* Disney falls after quarterly profit miss
* Michael Kors, CVS gain on strong results
* Futures down: Dow 0.11 pct, S&P 0.15 pct, Nasdaq 0.28 pct (Adds comment, details; updates prices)
By Amy Caren Daniel
Aug 8 (Reuters) - U.S. stocks were set to open lower on Wednesday after China retaliated to Washington's latest tariffs, clouding a strong showing for corporate earnings.
China responded to an equal degree, after Washington said it would begin collecting 25 percent tariffs on another $16 billion in Chinese goods on Aug. 23.
The S&P 500 was just 1 percent shy of a record it hit on Jan. 26 on Tuesday as an estimated 24 percent jump in earnings from S&P companies underscored the strength of the world's biggest economy and corporate sector.
"We seem to be able to put trade worries on the back burner and focus on second-quarter results, which have been significantly positive," said Art Hogan, chief market strategist at B. Riley FBR in New York.
"When we see the earnings growth in 2018, the multiples are reasonable at that record level. We're in a better place in getting to that record high than we were in January."
At 8:52 a.m. ET, Dow e-minis were down 28 points, or 0.11 percent. S&P 500 e-minis were down 4.25 points, or 0.15 percent and Nasdaq 100 e-minis were down 20.75 points, or 0.28 percent.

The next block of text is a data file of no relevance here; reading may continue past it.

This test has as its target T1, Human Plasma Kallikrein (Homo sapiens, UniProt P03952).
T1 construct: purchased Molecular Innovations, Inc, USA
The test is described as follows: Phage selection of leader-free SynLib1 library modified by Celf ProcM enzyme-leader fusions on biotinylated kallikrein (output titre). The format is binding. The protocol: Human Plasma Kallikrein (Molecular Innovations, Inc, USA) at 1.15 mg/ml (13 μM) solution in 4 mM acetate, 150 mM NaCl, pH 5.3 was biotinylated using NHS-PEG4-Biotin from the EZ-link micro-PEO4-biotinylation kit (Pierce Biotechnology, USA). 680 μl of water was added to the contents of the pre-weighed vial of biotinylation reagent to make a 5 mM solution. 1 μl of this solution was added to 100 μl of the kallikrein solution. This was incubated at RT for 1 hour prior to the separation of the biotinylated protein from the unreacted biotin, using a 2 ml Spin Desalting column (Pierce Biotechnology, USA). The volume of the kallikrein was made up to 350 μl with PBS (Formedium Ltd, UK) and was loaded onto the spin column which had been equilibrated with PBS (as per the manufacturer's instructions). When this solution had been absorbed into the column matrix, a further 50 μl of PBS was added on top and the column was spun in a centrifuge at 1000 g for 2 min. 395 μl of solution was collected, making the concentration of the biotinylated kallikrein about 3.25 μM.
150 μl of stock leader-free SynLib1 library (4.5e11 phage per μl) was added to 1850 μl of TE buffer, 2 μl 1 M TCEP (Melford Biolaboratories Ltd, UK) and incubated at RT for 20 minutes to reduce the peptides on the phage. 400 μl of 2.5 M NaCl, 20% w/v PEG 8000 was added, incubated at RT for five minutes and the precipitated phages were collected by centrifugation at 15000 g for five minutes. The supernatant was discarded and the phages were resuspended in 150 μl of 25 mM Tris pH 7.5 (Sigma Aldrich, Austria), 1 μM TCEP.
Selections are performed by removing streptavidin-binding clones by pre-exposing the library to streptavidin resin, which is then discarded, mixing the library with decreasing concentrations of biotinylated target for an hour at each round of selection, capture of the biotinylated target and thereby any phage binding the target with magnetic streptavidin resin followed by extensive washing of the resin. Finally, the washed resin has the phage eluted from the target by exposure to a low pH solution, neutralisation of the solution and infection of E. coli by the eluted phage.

A 3.6 percent drop in the shares of Mylan and a 3.2 percent decline in Tesla in premarket trading also weighed.
Mylan dropped after the drugmaker reported quarterly results and said it was actively evaluating a "wide range of alternatives".
Tesla had closed up 11 percent on Tuesday after Chief Executive Elon Musk said he was considering taking the company private.
With the second-quarter earnings season winding down, 79 percent of S&P 500 companies have topped estimates. If the beat rate holds, it will be the highest on record, dating back to the first quarter of 1994, according to Thomson Reuters I/B/E/S.
CVS Health rose 3.1 percent after the drugstore retailer beat analysts' estimates for adjusted quarterly profit as it sold more prescription drugs at its stores.
Michael Kors gained 2.7 percent after the fashion house topped Wall Street forecasts for quarterly profit and revenue and raised its full-year earnings forecast.
Walt Disney fell 1.6 percent after its quarterly profit missed estimates as new technology costs rose. (Reporting by Amy Caren Daniel in Bengaluru; Editing by Anil D'Silva)